Investigators say a man pretending to be an Alaska State Trooper called an Anchorage couple, threatening jail time and demanding money.

Saturday evening David McFadden and Susan Luce came home to a voicemail from someone claiming to be a lieutenant with the Alaska State Troopers Office asking for Susan to call back as soon as possible.

"It sounded legitimate,” McFadden said.

The man said that Luce received a certified letter for jury duty that she signed it and did not appear. He said she was facing more than $1,000 in fines.

Luce never got that letter.

When the scammers called back, McFadden said he argued with the man on the phone and then hung up, but eventually called the number back. McFadden was met with a recording and put on hold several times, but was then put on the phone with a man who said he was a captain with the department, which made him feel like he was talking to the first man's supervisor.

The captain told the couple they could fix the fine by going and grabbing money from an ATM. After the couple told the man on the phone they didn’t use ATMs, he told them to bring cash cards to trooper headquarters to pay for them, to call before coming in on Monday morning and to ask for him by name.

When Monday morning came around, Luce and McFadden went to the Alaska State Trooper counter with the cards in hand. McFadden said the woman at the front desk looked puzzled and asked them to wait.

"The trooper comes out, who was very decent, and says it looks like you are being scammed," McFadden said.

Trooper Nasruk Nay called the number left by the scammers.

"It sounds like a legitimate business number that you might call and prompt you in just the way that the real thing would, but this isn't real,” he said. "This is the lengths that the scammers will go to to appear to be legitimate and to a person who's already in a precarious position in their mind and feeling panicked and anxious. It sounds pretty real."

According to Alaska State Troopers, similar scams have taken place in other communities across Alaska.

Nay explained to the couple what had happened and tried to help them get their money back, since the money was still on the money cards.

"The potential loss to this family today was over $1,400," Nay said. "Based upon the fact that they're going to have to get their money back through actually using that debit card, and paying the administrative fees, they are losing something, but not nearly what they potentially would have lost had they fallen for the scam."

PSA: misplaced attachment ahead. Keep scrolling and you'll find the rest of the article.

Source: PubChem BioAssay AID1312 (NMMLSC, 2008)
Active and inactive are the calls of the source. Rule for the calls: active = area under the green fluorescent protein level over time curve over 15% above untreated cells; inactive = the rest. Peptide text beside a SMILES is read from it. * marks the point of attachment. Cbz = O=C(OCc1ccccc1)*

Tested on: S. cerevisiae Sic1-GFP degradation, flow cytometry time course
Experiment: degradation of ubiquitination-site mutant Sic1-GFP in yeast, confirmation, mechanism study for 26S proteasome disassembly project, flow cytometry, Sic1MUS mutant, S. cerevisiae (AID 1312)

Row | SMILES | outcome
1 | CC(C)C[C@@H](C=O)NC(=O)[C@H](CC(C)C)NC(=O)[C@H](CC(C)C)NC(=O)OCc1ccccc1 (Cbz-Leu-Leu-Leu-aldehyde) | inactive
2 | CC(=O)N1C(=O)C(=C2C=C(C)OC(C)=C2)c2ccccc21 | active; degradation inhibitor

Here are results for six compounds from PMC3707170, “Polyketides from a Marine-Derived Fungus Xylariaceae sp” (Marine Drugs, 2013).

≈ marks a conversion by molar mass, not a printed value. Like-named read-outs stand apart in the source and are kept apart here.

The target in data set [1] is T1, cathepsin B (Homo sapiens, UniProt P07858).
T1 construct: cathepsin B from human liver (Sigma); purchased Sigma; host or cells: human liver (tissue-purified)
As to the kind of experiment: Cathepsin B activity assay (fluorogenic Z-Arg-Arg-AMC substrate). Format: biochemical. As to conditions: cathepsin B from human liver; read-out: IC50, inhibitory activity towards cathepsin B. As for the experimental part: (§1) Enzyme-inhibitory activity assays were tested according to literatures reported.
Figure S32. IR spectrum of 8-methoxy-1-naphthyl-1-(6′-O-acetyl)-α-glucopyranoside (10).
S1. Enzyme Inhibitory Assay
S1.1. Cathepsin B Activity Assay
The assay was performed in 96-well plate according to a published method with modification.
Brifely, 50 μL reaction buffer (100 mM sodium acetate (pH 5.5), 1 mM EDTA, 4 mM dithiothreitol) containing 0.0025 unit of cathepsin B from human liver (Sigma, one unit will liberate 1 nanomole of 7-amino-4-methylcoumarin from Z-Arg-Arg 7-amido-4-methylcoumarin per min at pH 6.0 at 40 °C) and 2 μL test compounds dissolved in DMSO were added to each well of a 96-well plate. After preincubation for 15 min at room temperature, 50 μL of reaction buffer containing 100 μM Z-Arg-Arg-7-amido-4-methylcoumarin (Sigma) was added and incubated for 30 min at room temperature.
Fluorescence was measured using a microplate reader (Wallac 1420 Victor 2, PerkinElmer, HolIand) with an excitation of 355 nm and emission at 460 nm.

This incident left McFadden and Luce shocked, questioning why they were targeted by the scammers.

“I wondered how they got our name and number,” Luce said. “Maybe they just picked us out of a hat, I don’t know.”

This is something they never thought could happen to them, but 69-year-old Luce and 67-year-old McFadden realize this scam could fool a lot of older Alaskans.

“I just think elderly people are more respectful of authority,” McFadden said. “Like, I stepped in on the conversation because it just didn't seem right to me, OK, but I don't know what would've gone down if I hadn't stepped in."

The scary part for the couple — the scammers got their address.

“Some of these scammers could actually be waiting for us at some point, knowing that we were either carrying cash or cards easily convertible to cash,” McFadden said.

Even though they’ve gone through a stressful situation, the couple chose to share their story. Luce said they don't want this to happen to someone else who isn't as lucky.

“I just know that there’s bad cookies in the world that will take advantage of you,” McFadden said.

According to Nay, AST will not ask for payment over the phone, offer to negotiate for reduced payment in lieu of arrest, or ask that payments be made using prepaid debit cards that are obtained from convenience stores.

If people are concerned there may be a warrant for their arrest with AST, they can check the active warrants website.

Local law enforcement agencies might also be able to verify if a warrant is in existence and obtain information on how to correctly deal with the situation.

On Wednesday, the Anchorage Police Department sent a release warning of a similar scam, stating someone was calling residents saying the person had a warrant for not appearing for jury duty, telling them to pay in gift cards and to deliver them to the police station. APD stated it will never call anyone over the phone and request payment for anything. 

"The Caller ID showing up on the citizens’ phones during these calls are sometimes legitimate APD phone numbers. The number currently being used is 786-8811 which is APD’s Recruiting and Backgrounds phone number. The suspect caller is also providing a callback number of 907-290-3004. That is not a legitimate APD phone number, but if you call it, an automated message claims that number does belong to APD."

People who believe they have been victim to a scam are encouraged to contact local law enforcement. For Alaska State Troopers, local post contact information is available on their website. For Anchorage police, people can file online reports at www.muni.org/police.

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